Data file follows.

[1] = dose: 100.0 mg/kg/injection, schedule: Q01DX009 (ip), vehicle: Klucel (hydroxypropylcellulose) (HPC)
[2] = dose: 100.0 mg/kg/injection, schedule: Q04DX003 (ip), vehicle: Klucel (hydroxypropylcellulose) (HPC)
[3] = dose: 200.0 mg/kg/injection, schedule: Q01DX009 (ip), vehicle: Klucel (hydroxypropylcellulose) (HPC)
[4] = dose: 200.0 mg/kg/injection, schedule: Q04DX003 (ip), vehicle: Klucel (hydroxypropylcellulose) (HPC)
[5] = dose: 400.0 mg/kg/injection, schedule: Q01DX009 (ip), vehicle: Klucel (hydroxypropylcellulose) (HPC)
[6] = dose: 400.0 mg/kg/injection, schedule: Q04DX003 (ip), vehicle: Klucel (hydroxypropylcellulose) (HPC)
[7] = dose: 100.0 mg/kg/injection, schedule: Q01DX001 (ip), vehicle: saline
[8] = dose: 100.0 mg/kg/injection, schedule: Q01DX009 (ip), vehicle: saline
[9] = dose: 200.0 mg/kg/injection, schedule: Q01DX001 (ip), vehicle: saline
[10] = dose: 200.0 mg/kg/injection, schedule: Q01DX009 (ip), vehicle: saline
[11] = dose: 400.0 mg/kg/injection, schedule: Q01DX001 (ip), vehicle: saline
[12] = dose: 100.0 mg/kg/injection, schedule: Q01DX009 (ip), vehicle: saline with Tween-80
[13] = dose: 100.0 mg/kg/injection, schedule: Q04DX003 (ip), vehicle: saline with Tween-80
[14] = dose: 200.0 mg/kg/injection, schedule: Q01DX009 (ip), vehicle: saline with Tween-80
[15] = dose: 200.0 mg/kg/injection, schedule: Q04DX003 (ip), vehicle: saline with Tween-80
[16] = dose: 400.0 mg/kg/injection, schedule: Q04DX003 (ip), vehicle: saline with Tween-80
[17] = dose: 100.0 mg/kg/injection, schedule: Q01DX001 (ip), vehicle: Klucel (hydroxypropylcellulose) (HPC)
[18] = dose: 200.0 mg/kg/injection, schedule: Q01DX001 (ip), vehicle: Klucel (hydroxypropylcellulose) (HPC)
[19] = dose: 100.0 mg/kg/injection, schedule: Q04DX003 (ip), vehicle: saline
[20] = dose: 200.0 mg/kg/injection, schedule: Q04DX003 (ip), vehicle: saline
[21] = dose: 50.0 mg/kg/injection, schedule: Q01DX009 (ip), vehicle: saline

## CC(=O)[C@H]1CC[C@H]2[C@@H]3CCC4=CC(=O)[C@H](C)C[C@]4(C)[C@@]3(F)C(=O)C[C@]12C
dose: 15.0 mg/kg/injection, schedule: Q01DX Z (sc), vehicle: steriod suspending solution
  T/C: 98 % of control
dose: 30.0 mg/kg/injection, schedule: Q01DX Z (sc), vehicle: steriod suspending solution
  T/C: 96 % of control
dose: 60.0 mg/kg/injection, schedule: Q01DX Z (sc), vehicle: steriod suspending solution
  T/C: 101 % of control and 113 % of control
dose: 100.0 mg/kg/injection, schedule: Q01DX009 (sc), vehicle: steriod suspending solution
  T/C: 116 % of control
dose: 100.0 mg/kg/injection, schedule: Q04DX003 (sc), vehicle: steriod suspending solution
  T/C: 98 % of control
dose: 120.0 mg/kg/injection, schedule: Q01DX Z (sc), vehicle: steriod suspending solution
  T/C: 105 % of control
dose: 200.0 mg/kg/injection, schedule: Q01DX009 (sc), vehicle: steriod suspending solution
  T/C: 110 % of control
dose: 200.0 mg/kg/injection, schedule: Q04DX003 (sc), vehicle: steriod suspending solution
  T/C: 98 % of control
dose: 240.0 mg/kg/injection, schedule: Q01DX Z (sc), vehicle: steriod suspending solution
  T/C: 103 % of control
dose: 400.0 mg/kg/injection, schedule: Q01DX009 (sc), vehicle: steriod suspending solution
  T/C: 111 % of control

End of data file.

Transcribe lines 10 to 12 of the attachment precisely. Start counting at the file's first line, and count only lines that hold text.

[10] = dose: 200.0 mg/kg/injection, schedule: Q01DX009 (ip), vehicle: saline
[11] = dose: 400.0 mg/kg/injection, schedule: Q01DX001 (ip), vehicle: saline
[12] = dose: 100.0 mg/kg/injection, schedule: Q01DX009 (ip), vehicle: saline with Tween-80